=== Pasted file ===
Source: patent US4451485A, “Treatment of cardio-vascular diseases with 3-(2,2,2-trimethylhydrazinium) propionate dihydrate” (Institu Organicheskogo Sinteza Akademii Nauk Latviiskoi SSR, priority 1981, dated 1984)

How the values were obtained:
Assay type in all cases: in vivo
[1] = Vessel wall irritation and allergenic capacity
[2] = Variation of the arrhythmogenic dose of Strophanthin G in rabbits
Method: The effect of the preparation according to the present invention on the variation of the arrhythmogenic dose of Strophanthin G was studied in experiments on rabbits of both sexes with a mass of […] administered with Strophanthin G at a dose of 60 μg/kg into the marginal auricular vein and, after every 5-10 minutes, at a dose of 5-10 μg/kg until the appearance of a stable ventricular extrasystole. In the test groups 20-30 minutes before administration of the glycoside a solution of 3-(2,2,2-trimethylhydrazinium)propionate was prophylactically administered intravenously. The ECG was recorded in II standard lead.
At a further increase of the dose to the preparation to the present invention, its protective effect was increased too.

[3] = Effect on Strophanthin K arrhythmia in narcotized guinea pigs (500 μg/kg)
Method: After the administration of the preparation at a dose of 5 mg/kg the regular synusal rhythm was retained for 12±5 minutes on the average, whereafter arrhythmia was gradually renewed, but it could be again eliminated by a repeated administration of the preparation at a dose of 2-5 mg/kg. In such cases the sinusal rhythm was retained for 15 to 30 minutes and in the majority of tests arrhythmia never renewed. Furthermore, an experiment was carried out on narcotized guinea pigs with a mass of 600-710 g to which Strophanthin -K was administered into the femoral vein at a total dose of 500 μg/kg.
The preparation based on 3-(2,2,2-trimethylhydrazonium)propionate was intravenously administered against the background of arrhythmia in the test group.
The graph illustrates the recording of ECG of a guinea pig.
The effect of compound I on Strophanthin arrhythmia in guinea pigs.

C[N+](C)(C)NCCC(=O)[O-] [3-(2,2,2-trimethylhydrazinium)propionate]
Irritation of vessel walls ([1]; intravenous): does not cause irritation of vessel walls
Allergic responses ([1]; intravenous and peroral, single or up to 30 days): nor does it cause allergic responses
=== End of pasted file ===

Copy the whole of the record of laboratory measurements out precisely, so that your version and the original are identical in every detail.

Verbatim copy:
Source: patent US4451485A, “Treatment of cardio-vascular diseases with 3-(2,2,2-trimethylhydrazinium) propionate dihydrate” (Institu Organicheskogo Sinteza Akademii Nauk Latviiskoi SSR, priority 1981, dated 1984)

How the values were obtained:
Assay type in all cases: in vivo
[1] = Vessel wall irritation and allergenic capacity
[2] = Variation of the arrhythmogenic dose of Strophanthin G in rabbits
Method: The effect of the preparation according to the present invention on the variation of the arrhythmogenic dose of Strophanthin G was studied in experiments on rabbits of both sexes with a mass of […] administered with Strophanthin G at a dose of 60 μg/kg into the marginal auricular vein and, after every 5-10 minutes, at a dose of 5-10 μg/kg until the appearance of a stable ventricular extrasystole. In the test groups 20-30 minutes before administration of the glycoside a solution of 3-(2,2,2-trimethylhydrazinium)propionate was prophylactically administered intravenously. The ECG was recorded in II standard lead.
At a further increase of the dose to the preparation to the present invention, its protective effect was increased too.

[3] = Effect on Strophanthin K arrhythmia in narcotized guinea pigs (500 μg/kg)
Method: After the administration of the preparation at a dose of 5 mg/kg the regular synusal rhythm was retained for 12±5 minutes on the average, whereafter arrhythmia was gradually renewed, but it could be again eliminated by a repeated administration of the preparation at a dose of 2-5 mg/kg. In such cases the sinusal rhythm was retained for 15 to 30 minutes and in the majority of tests arrhythmia never renewed. Furthermore, an experiment was carried out on narcotized guinea pigs with a mass of 600-710 g to which Strophanthin -K was administered into the femoral vein at a total dose of 500 μg/kg.
The preparation based on 3-(2,2,2-trimethylhydrazonium)propionate was intravenously administered against the background of arrhythmia in the test group.
The graph illustrates the recording of ECG of a guinea pig.
The effect of compound I on Strophanthin arrhythmia in guinea pigs.

C[N+](C)(C)NCCC(=O)[O-] [3-(2,2,2-trimethylhydrazinium)propionate]
Irritation of vessel walls ([1]; intravenous): does not cause irritation of vessel walls
Allergic responses ([1]; intravenous and peroral, single or up to 30 days): nor does it cause allergic responses